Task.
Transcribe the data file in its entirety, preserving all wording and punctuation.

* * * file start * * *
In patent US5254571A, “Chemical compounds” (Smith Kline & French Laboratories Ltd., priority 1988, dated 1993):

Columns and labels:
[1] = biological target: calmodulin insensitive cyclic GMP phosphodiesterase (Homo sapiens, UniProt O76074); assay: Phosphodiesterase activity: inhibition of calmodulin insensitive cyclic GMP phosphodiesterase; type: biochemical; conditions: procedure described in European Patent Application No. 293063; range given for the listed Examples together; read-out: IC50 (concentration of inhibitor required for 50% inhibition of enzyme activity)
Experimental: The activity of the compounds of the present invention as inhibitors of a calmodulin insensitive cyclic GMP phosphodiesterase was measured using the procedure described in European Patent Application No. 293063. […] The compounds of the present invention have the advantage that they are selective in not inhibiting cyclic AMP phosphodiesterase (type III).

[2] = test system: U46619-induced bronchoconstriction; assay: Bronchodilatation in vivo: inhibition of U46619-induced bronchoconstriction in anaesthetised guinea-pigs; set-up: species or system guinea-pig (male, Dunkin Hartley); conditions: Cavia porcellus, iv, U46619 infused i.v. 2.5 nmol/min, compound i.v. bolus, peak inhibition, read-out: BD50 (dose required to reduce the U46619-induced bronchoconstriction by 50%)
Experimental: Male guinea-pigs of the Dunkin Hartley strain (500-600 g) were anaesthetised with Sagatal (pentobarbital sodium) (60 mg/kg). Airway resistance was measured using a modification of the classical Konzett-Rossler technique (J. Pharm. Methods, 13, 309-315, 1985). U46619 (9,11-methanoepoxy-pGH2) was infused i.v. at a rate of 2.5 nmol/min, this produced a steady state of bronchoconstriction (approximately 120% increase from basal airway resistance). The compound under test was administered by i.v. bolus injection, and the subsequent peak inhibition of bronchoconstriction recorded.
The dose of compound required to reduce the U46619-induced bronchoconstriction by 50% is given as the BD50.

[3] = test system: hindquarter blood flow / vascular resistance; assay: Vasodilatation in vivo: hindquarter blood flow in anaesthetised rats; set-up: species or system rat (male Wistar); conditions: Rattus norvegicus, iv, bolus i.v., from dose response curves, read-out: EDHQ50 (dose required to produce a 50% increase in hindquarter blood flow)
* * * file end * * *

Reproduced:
In patent US5254571A, “Chemical compounds” (Smith Kline & French Laboratories Ltd., priority 1988, dated 1993):

Columns and labels:
[1] = biological target: calmodulin insensitive cyclic GMP phosphodiesterase (Homo sapiens, UniProt O76074); assay: Phosphodiesterase activity: inhibition of calmodulin insensitive cyclic GMP phosphodiesterase; type: biochemical; conditions: procedure described in European Patent Application No. 293063; range given for the listed Examples together; read-out: IC50 (concentration of inhibitor required for 50% inhibition of enzyme activity)
Experimental: The activity of the compounds of the present invention as inhibitors of a calmodulin insensitive cyclic GMP phosphodiesterase was measured using the procedure described in European Patent Application No. 293063. […] The compounds of the present invention have the advantage that they are selective in not inhibiting cyclic AMP phosphodiesterase (type III).

[2] = test system: U46619-induced bronchoconstriction; assay: Bronchodilatation in vivo: inhibition of U46619-induced bronchoconstriction in anaesthetised guinea-pigs; set-up: species or system guinea-pig (male, Dunkin Hartley); conditions: Cavia porcellus, iv, U46619 infused i.v. 2.5 nmol/min, compound i.v. bolus, peak inhibition, read-out: BD50 (dose required to reduce the U46619-induced bronchoconstriction by 50%)
Experimental: Male guinea-pigs of the Dunkin Hartley strain (500-600 g) were anaesthetised with Sagatal (pentobarbital sodium) (60 mg/kg). Airway resistance was measured using a modification of the classical Konzett-Rossler technique (J. Pharm. Methods, 13, 309-315, 1985). U46619 (9,11-methanoepoxy-pGH2) was infused i.v. at a rate of 2.5 nmol/min, this produced a steady state of bronchoconstriction (approximately 120% increase from basal airway resistance). The compound under test was administered by i.v. bolus injection, and the subsequent peak inhibition of bronchoconstriction recorded.
The dose of compound required to reduce the U46619-induced bronchoconstriction by 50% is given as the BD50.

[3] = test system: hindquarter blood flow / vascular resistance; assay: Vasodilatation in vivo: hindquarter blood flow in anaesthetised rats; set-up: species or system rat (male Wistar); conditions: Rattus norvegicus, iv, bolus i.v., from dose response curves, read-out: EDHQ50 (dose required to produce a 50% increase in hindquarter blood flow)